In the district of Gampaha of Western coast of Sri Lanka is situated the panoramic city of Negombo. It is the largest city in the Western Province and the fourth largest city in the island after Colombo, Kandy and Jaffna. Negombo extends for approximately 30 square kilometers in area and occupies a remarkable position considering its social, economical and geographical layout. Reference to politics, Negombo is administered under a Municipal Council that looks into the affairs of its population of over 128,000. This city where nothing is lacking has become a major attraction to tourists.
The Portuguese called the city “Meegamuwa” which denotes “the hive of bees” filled with honey. The story behind this is believed to be one, when queen ‘Vihara Maha Devi’ was pregnant with King Dutugemunu and had a strong yearning for bee-honey. Her husband, King Kavantissa sent out his army in search of bee-honey. After a long search the troops arrived in Negombo and found a massive bee-hive built in a canoe that lay on the beach, thus giving the city its name “Mee-Gomuwa”. The city is situated just about 02 meters higher above mean sea level and occupies a prominent place for its traditional fishing industry and busy fish markets as well as its sandy beaches. The tropical rainforest climate brings the South West Monsoon rains from May to August and again from October to January. The normal temperature varies between 24 C0 to 20 C0 with temperatures rising from February until end of April.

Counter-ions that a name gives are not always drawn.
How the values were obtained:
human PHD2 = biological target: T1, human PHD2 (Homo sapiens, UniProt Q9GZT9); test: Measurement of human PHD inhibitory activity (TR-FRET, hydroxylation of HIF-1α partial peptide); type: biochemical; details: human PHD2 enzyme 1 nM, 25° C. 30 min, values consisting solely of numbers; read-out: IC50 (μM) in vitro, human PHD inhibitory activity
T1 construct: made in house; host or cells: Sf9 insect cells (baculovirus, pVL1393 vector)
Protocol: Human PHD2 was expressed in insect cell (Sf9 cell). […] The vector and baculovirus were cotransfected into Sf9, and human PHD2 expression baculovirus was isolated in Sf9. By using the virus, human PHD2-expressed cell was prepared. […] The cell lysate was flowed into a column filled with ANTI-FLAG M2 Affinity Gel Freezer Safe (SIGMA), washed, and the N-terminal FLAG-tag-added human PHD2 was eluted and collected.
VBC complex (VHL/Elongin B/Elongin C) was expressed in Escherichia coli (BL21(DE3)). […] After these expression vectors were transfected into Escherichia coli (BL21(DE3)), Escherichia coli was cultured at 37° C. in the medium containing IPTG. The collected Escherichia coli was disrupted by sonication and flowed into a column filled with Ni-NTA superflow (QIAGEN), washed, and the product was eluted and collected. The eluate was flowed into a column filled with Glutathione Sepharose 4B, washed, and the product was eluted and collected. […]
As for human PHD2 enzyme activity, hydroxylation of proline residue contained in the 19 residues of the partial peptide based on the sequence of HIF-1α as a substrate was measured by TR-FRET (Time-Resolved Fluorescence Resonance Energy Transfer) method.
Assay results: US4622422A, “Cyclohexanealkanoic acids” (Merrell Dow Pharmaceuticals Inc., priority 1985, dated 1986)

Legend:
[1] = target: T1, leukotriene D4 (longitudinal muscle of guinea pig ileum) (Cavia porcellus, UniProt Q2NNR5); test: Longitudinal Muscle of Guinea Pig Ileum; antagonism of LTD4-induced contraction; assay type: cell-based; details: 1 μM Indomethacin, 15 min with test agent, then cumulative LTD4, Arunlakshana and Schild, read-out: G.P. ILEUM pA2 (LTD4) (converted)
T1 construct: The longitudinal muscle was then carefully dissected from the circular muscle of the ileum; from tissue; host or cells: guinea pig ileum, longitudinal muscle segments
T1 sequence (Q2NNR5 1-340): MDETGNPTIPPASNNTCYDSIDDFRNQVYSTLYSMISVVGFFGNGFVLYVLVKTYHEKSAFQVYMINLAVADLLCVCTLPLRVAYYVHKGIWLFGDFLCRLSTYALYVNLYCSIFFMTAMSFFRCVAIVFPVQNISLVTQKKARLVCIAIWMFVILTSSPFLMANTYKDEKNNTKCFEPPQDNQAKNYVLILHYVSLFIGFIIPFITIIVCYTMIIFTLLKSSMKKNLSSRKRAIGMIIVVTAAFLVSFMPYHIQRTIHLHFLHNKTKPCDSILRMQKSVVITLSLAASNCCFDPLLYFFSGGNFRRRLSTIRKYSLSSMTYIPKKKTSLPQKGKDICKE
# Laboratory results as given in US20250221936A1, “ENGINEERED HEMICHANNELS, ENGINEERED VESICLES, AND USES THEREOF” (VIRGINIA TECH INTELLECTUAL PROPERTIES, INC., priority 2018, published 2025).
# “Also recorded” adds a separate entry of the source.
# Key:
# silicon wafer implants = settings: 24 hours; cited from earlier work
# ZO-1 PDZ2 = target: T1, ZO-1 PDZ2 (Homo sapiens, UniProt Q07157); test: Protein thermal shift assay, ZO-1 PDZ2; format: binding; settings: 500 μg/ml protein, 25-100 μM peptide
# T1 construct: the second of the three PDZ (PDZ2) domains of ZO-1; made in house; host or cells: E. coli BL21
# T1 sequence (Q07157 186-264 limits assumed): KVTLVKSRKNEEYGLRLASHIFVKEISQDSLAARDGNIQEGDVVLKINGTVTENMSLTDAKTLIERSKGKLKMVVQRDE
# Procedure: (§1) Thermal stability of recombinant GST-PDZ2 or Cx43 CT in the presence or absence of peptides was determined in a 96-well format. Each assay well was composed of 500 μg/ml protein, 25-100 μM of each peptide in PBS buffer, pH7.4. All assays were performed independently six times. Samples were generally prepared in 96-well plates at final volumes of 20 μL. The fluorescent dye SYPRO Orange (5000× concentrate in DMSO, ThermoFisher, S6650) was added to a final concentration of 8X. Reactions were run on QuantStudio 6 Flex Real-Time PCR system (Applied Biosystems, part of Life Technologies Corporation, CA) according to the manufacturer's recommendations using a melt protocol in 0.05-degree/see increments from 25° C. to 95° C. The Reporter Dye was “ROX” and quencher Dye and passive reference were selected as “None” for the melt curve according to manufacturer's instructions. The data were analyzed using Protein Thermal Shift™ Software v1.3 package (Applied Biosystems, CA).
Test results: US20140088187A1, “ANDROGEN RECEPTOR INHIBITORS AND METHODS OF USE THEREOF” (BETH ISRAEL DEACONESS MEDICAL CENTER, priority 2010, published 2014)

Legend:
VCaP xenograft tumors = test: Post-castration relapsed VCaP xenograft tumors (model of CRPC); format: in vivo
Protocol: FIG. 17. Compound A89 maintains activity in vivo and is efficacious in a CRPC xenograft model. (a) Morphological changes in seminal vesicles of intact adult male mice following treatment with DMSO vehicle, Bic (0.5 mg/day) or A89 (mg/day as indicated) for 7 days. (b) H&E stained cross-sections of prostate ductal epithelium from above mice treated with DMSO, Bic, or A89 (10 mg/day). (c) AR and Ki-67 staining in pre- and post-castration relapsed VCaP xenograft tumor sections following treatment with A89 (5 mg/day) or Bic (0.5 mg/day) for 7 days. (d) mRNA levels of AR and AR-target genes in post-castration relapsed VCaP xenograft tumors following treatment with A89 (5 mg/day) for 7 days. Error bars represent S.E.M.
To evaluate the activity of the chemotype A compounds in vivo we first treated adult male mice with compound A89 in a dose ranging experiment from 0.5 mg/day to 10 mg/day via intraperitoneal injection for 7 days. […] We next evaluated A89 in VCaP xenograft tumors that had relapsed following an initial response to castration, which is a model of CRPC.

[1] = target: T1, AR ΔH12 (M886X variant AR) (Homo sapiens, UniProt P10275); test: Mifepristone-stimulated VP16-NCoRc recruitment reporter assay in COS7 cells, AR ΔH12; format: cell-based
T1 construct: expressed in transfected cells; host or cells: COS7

The history of Negombo goes back to the times when Muslim Arabs (Moors) first arrived to buy spices, especially cinnamon and other valuable goods. During those time wild cinnamon grew abundantly in the Negobmo area and its suburbs and Negombo Cinnamon was believed to “the best cinnamon upon the earth.”. For many centuries and even during the colonial era Negombo attracted traders from different parts of the world who sought after the best cinnamon in the world. It was the moors that monopolized cinnamon trade but later on, the Portuguese who invaded the island drove away the moors, built a fortress in Negombo and took over the cinnamon trade to export this valuable spice to Europe. The Portuguese re-organized the production and maintenance of cinnamon and held the monopoly of cinnamon trade for more than a century. Negombo was the leading cinnamon centre during the time.
Later however with the decline of the Portuguese, cinnamon trade began to fade away mainly due to the hostility of the Kandyan Kingdom, the negligence of the colonial governments as well as China coming up as a rival cinnamon producer to the world.
The majority of the population along the coast of Negombo speaks Tamil language and this population is believed to be migrants form Tuttukudiya of India. The main occupation of the people living along the coast is fishing. By the time of sunset these fishermen go out into the sea in their sail- boats to catch prawns. They return with their harvest of prawns and other small fish to sell the harvest placed on small wooden tables alongside of roads, the night lit up with their kerosene oil lamps. While the whole world is asleep, other fishermen wake up as early as 2 O’ clock at dawn and set out into the sea in their outboard-motor boats to earn their daily living. They are used to encounter any type of weather – unbearable cold, rough seas, heavy rains with thunder and lightening. By 7.00 in morning they race back to the shore to join the competition of selling the fish they caught in the midst of much hardship.
Upon landing on the shore the family members begin to sort the fish entangled in the nets and are immediately sold as wholesale or retail to the traders who have already gathered to purchase fish. Some wives pack the caught fish into cane baskets and walk around the village selling the fish carrying the basket on their heads.